Irrigating cyclamen to the proper levels is essential to keep the plants growing and provide adequate nutrient uptake. Because Schoneveld cyclamen have great root systems, the plants are able to readily draw up available water. However, oversaturated media can invite root rot diseases, as well as suffocate the root system. Therefore, it’s advisable to maintain a medium, even moisture level as close as possible at all times. Plants can be allowed to dry down slightly to maintain growth control, but the plants shouldn’t flag or wilt, resulting in plant growth that may be inhibited. Remember, it’s all about more leaf production. 


Because cyclamen naturally have a dense canopy of foliage as they approach finishing, the air movement through the crop can be inhibited. Preventative fungicide applications should be applied to prevent Botrytis and other foliage and stem diseases. Additionally, Fusarium can be a problem, especially in plants that are watered overhead and are exposed to splashing between plants and rows. It’s highly advised to place cyclamen crops on drip tubes, capillary mats or ebb and flow benches or floors. This will greatly alleviate the incidence of diseases spreading throughout the crops. 


Plug Stage – Germination 

  • Media pH 5.8-6.0 
  • Media EC 0.5-0.7 
  • Germination temperature 62-64° F 

To achieve maximum germination and usable transplants, cover with medium-grade vermiculite — cyclamen require darkness to germinate. Water in plug trays to moisture level 5 (saturated), then wrap the trays in poly and place them in an environment of high moisture and 100% humidity. Cyclamen seeds will germinate in 21-28 days depending on the variety. After germination, place the plug trays in a shaded area of the greenhouse with overhead misting, if possible, to prevent the media from drying out. When the cotyledon has expanded, low levels of a calcium nitrate-based fertilizer can be applied for a soil EC of 0.75-1.0. An initial fertilizer blend of N:K at 1:1 is recommended (during hotter times of the year it is recommended to start the plants with a 1:3 ratio and, as the climate gets cooler, go to a 1:2). This will help reduce losses due to Fusarium at the end of the crop.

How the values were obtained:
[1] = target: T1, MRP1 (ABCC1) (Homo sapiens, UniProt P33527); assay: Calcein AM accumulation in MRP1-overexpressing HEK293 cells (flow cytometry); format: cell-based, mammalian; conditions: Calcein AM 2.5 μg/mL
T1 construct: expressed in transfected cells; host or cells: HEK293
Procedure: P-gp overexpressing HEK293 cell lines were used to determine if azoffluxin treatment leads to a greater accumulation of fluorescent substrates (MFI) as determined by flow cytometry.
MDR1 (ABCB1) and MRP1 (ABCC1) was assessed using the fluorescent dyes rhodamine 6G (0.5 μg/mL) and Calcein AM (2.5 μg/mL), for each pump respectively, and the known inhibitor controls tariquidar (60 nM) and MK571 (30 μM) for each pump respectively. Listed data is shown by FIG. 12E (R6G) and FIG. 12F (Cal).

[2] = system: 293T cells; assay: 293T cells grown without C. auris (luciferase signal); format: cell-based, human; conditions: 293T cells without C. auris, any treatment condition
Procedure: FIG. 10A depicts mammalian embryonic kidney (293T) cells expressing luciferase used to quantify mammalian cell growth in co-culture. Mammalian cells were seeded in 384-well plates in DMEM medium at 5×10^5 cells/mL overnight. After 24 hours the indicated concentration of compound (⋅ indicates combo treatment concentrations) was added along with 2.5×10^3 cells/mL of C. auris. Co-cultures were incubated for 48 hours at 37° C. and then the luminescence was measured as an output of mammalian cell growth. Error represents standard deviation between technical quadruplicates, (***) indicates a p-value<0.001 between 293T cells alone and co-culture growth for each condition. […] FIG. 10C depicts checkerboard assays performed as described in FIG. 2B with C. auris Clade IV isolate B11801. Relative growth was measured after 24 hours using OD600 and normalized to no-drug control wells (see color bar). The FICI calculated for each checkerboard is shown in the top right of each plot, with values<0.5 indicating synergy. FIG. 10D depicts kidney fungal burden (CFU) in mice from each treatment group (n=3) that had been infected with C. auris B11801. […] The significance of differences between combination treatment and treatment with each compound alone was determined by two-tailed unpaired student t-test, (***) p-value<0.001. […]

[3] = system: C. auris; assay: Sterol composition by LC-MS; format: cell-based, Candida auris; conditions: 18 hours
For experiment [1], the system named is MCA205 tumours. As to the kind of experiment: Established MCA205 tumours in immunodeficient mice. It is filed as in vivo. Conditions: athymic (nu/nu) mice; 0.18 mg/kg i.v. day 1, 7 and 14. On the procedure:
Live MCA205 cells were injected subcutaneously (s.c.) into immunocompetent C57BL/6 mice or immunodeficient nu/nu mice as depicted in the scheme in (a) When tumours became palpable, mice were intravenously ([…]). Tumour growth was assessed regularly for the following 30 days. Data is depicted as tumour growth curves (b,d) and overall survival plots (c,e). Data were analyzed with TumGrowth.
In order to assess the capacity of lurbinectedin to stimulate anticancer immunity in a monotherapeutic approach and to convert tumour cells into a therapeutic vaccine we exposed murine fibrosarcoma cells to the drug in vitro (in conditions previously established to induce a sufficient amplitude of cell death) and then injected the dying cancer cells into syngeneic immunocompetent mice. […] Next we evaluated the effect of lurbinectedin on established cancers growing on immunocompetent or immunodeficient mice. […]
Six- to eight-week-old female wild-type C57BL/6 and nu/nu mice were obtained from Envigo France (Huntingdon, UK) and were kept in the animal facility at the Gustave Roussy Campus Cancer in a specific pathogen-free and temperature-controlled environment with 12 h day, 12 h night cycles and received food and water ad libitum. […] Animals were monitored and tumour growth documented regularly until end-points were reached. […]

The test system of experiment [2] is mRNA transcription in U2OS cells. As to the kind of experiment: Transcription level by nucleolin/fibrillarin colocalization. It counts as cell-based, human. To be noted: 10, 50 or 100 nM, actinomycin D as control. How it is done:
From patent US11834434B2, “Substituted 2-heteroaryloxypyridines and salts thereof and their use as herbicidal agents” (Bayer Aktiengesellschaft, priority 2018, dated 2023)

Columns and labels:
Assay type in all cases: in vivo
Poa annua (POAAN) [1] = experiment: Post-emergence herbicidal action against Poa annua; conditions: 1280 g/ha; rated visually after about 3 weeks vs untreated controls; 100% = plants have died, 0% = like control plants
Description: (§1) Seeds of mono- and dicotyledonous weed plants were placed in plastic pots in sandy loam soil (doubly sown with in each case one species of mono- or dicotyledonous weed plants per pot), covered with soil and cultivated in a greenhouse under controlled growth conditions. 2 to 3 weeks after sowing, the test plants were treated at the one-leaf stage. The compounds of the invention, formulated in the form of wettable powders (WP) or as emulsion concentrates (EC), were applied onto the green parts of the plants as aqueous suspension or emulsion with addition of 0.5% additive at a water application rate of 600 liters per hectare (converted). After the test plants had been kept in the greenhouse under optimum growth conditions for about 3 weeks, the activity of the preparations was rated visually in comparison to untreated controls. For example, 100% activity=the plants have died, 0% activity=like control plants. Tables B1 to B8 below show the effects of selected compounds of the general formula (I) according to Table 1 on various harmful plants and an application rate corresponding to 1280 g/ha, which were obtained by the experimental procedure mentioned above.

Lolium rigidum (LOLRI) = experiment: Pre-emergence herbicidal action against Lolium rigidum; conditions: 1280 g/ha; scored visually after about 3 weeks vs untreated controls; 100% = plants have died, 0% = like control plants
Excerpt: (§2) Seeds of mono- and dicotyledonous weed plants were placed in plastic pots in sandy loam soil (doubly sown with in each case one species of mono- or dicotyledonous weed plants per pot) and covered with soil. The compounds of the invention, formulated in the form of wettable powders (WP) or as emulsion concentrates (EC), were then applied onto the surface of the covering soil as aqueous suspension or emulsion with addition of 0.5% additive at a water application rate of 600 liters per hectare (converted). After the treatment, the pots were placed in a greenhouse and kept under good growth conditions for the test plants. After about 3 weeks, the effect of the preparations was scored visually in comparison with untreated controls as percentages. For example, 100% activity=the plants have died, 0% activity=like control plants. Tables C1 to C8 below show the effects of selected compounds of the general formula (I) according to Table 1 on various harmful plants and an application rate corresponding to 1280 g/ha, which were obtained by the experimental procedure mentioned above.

• Media pH 5.8-6.0 
  • Media EC 0.8-1.0 
  • Ideal temperature 62-64° F 

During warmer periods, ensure adequate air circulation over the crop and draw shade cloths during hot periods of the day. Transplant to finish growth time is 13-18 weeks depending on variety and climate. It is vital to space cyclamen on time. Optimal spacing is to place enough room so the leaves do not touch between plants. When transplanting cyclamen plugs, the corm of the micro, mini and intermediate varieties should be placed atop the soil line. The corms of the standard and jumbo varieties should be placed slightly indented into the top of the soil line. This will ensure the emerging new root systems of the transplants grow rapidly with no setbacks due to lack of oxygen and nutrients. It is also suggested to apply a preventative fungicide such as RootShield or Actinovate at the time of transplant. This will help with Pythium, Fusarium and Erwinia. 

Following these protocols will ensure a beautiful finish to your cyclamen. With these tips and new genetics, cyclamen can be a great addition to your program. More detailed information is available at

Kathy McKay, Ton Koers

Kathy McKay is area manager for Schoneveld Breeding and can be reached at Ton Koers is a growing supporter and has been with Schoneveld Breeding for 45 years.